Squirrels are one of the most common (and adorable) rodent species in the United States. But, how much do you really know about these fluffy-tailed tree crawlers? Probably not as much as you think. Keep reading as Phillip Elden answers a few questions.
Q: What is a squirrel?
Phillip Elden: A squirrel is really just a climbing rodent. They are closely related to groundhogs, prairie dogs, and chipmunks. On average, squirrels grow to about 20-inches long and weigh about a pound, with some larger species going up to 1.5 pounds.
Q: Where do squirrels live?
Phillip Elden: Squirrels are one of the most widely-spread animals in the world. You can find them in every continent, with Antarctica being the only exception. They are extremely adaptable and can tolerate heat, cold, drought, and flood conditions quite well.
Q: What do squirrels eat?
Phillip Elden: Squirrels have a broad diet, and, contrary to popular belief, do not live solely on acorns. Squirrels will scavenge for anything to keep their bellies full, and, during the summer, enjoy berries, fruits, and wild mushrooms. Squirrels do, however, famously pack away what we would consider non-perishable foods, which includes tree nuts, sunflower seeds, and, of course, acorns.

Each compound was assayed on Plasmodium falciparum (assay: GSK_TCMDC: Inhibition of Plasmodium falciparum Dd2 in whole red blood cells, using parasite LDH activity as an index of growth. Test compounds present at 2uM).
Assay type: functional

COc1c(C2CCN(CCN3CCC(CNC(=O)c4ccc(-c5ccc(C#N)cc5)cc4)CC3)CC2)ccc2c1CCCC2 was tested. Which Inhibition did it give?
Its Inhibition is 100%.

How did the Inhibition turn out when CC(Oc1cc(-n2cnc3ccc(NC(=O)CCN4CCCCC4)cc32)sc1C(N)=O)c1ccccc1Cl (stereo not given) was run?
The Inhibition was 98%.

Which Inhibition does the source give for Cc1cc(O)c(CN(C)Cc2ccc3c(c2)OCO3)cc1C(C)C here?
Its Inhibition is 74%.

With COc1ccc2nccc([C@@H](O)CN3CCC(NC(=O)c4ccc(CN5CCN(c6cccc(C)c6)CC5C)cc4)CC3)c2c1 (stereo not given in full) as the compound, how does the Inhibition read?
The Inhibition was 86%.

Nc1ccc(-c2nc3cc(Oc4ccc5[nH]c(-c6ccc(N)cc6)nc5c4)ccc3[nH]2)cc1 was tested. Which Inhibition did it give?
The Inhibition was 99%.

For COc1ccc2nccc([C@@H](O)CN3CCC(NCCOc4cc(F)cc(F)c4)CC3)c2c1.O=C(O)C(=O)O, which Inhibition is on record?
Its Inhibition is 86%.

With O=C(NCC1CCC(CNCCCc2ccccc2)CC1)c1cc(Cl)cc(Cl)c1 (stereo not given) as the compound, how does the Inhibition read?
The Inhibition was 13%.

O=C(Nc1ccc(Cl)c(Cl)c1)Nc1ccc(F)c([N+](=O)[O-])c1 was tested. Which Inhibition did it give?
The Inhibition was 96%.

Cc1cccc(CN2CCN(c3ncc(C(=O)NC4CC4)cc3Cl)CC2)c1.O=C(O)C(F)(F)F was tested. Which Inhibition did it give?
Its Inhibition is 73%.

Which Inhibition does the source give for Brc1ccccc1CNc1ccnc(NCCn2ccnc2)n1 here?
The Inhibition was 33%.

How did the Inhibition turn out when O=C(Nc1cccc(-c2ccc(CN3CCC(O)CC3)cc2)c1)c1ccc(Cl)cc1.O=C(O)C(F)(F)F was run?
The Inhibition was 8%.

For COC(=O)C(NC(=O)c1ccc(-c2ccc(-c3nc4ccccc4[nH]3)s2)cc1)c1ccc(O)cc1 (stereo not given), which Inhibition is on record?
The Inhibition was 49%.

Q: Are squirrels daytime animals or are they nocturnal?
Phillip Elden: Squirrels are highly active during the day, and you will see them out mostly during the spring, summer, and fall. They live in trees, and stay safe and sound throughout most of the night in their dens, which are made of bark, leaves, and other nesting materials. Squirrels communicate during the day by screaming, barking, and purring.
According to Phillip Elden, squirrels are typically not a bother to humans. However, they can chew through exposed electrical wires and may damage wood siding if they do not have a natural habitat available.